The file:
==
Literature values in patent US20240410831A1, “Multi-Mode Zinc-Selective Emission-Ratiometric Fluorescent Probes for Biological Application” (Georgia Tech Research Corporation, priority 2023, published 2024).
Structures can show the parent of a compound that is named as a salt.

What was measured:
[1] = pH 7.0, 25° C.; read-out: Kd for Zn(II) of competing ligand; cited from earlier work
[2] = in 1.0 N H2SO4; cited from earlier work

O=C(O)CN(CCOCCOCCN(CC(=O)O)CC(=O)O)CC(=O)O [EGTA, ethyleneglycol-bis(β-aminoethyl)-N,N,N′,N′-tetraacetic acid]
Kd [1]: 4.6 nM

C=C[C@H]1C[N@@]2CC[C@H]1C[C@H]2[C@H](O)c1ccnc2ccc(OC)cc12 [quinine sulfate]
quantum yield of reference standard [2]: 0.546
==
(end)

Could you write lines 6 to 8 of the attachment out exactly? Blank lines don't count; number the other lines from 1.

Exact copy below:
O=C(O)CN(CCOCCOCCN(CC(=O)O)CC(=O)O)CC(=O)O [EGTA, ethyleneglycol-bis(β-aminoethyl)-N,N,N′,N′-tetraacetic acid]
Kd [1]: 4.6 nM

C=C[C@H]1C[N@@]2CC[C@H]1C[C@H]2[C@H](O)c1ccnc2ccc(OC)cc12 [quinine sulfate]